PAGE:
Three Pillars for Building the Perfect Website

Your  website is your virtual storefront to the world. As such, you will want visitors to have a good experience so that they will come in and buy your products, or call you for your service. Whether you are building your own website or having someone else do it for you, here are three key components that will need your attention when you are planning the site.


Content is the information your are providing to visitors, in the form of text, images and media.   For most small businesses, basic content includes telling the visitor what you sell, where you are located, hours of operation and how to contact you.  Other useful information  includes the history of your company (emphasizing experience), the company’s philosophy or mission (communicates values that your visitors can relate to), and your employees (helps your visitors connect with staff). Providing this type of content is not only beneficial to potential clients, but it also serves to help recruit future employees by allowing them to learn about their future workplace.

Allowing two-way communication between you and your audience is also an important aspect as it builds a sense of community around your business and provides direct feedback to how well you are serving your customers. This can be achieved by including educational or promotional blog articles (like this one!) where you can highlight new products or your expertise. Blogs allow your visitors to see what’s new and gives them the opportunity to comment on what you say.

Content should be brief and easily absorbed as people tend to skim rather than actually read a website. So make sure you get to the point and break the content into headings so that the reader can easily get the ‘gist’ of your message. Avoid lots of text with really small fonts.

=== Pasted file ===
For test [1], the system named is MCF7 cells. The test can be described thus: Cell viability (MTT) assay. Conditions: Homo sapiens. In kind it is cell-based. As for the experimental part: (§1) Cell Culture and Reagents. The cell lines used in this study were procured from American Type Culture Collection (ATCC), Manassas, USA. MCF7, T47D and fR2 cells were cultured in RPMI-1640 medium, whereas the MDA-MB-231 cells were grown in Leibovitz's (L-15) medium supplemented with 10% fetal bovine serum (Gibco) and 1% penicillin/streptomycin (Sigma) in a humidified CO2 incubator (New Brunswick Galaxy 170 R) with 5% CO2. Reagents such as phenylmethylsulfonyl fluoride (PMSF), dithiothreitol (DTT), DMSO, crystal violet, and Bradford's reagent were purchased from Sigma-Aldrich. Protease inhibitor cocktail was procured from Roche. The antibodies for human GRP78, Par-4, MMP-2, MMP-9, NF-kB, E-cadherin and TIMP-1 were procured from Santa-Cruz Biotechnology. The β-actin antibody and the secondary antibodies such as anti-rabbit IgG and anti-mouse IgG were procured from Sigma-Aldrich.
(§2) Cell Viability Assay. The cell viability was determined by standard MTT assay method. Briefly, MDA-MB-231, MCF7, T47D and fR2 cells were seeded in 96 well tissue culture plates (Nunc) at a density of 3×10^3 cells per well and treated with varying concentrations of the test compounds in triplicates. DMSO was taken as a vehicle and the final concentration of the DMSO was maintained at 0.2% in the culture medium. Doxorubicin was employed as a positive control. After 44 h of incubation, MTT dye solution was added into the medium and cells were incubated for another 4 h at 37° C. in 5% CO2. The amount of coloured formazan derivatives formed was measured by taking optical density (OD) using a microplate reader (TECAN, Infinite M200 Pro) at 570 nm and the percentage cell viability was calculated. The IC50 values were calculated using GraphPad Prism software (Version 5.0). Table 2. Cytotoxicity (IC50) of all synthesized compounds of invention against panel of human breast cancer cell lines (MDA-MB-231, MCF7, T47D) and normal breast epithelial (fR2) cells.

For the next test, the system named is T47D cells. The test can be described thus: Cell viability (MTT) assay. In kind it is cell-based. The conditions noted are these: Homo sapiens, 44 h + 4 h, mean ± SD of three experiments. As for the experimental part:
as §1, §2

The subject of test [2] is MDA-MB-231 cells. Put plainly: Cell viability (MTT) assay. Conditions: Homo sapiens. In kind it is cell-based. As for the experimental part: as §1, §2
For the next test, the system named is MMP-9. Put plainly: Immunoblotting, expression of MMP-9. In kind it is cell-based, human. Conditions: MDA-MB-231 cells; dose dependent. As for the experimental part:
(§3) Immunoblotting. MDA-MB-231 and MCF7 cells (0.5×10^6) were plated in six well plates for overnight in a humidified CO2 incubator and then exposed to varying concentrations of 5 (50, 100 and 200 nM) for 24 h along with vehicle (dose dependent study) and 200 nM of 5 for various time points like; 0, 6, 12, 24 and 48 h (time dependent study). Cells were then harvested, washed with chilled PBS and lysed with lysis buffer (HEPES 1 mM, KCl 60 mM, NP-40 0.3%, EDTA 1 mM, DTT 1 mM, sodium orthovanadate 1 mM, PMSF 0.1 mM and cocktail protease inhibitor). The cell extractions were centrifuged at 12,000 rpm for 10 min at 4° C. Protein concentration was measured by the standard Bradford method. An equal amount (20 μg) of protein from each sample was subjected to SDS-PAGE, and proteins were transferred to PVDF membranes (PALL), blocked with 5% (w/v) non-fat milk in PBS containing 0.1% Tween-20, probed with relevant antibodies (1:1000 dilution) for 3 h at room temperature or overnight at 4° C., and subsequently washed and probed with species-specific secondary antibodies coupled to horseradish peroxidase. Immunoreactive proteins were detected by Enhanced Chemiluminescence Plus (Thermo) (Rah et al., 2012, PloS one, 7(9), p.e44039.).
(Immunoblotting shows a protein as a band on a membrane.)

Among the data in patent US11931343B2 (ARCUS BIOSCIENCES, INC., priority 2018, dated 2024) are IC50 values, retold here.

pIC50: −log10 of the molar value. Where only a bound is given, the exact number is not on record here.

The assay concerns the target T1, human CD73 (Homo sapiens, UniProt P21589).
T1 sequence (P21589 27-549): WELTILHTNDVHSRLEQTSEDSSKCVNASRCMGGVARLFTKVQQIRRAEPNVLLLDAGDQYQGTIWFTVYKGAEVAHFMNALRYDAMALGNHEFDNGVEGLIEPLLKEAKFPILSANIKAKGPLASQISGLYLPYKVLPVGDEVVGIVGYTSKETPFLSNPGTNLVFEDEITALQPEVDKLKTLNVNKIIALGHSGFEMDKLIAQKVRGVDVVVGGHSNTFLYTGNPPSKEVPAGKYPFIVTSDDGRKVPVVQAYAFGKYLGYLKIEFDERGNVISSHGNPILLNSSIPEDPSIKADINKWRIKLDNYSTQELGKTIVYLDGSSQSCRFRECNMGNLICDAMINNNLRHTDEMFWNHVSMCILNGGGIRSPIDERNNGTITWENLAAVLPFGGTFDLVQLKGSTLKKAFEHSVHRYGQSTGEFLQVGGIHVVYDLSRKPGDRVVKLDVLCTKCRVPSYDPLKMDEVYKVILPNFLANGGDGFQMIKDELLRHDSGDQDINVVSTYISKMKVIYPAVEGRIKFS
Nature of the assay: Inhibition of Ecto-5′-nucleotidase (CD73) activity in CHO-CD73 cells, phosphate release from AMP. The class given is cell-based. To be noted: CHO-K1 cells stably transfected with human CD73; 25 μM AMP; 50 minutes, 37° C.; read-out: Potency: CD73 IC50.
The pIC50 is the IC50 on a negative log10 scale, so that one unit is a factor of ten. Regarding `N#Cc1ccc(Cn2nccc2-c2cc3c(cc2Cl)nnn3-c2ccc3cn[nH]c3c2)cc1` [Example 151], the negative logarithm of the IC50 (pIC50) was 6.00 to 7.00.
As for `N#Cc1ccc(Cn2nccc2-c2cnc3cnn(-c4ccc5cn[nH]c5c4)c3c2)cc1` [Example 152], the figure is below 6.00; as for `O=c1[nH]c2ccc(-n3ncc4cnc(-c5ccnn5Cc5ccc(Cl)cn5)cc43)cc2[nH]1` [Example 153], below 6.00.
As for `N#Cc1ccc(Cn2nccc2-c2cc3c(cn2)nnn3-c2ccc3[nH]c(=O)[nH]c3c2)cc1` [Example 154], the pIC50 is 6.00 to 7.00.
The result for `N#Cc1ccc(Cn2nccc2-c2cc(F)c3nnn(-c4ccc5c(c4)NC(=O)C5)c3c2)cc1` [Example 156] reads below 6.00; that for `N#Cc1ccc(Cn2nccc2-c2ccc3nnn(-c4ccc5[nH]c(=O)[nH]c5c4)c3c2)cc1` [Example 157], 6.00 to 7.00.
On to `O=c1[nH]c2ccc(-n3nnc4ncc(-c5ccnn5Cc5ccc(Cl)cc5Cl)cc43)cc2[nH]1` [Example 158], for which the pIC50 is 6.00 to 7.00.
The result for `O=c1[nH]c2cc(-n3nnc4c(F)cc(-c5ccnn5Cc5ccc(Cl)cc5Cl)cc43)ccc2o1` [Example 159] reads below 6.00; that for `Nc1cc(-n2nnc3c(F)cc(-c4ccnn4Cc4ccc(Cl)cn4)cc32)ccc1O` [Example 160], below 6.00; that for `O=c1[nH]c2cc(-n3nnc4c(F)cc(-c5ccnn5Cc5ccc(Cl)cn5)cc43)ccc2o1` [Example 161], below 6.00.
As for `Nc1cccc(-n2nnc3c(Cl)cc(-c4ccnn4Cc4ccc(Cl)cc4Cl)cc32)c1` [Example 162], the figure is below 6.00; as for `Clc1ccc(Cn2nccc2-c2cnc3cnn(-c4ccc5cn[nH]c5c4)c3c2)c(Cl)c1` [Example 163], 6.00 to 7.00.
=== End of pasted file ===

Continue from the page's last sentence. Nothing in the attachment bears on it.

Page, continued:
Design is very important in a website. Good design will complement the text to evoke an emotion and communicate a message without the visitor really noticing. A website for a day spa might communicate serenity; an amusement park website should be fun and whimsical; a tattoo parlour would be edgy and cool.

Design encompasses everything from the colours and patterns used, to how the menus, text and images are presented and arranged.  The layout of the text and images should be nicely aligned, have continuity, and appear organized like a professional newspaper or magazine.

A common tendency for home-made websites is to use many different font colours, sizes, and types to draw attention to the message and to make up for the lack of design. Remember: regardless of the feeling you want your visitors to experience on your website, tacky shouldn’t be one of them.


The function of your website includes everything from navigability of your site (is it easy for you visitors to find the information they want?) to the speed it takes for images to load. You want visitors to be able to browse swiftly and easily and to find what they are looking for without too much trouble.

Consider using the “two click” rule where it takes no more than two clicks for the visitor to reach the information they need from anywhere in the website. Be cautious of  loading up your website with features such as large-size graphic files, moving images and video as they may require additional software that the visitor doesn’t have or want, and might cause them to leave the sight prematurely. The increasing popularity of mobile devices (such as iPhones) means that your website needs to display properly on both these and regular desktop/laptop monitors.

Work closely with your web developer/designer to get the content, design and function that accurately reflects your great business. We’re confident that your current and future clients will respond positively!

Let us know about your experiences by leaving a comment!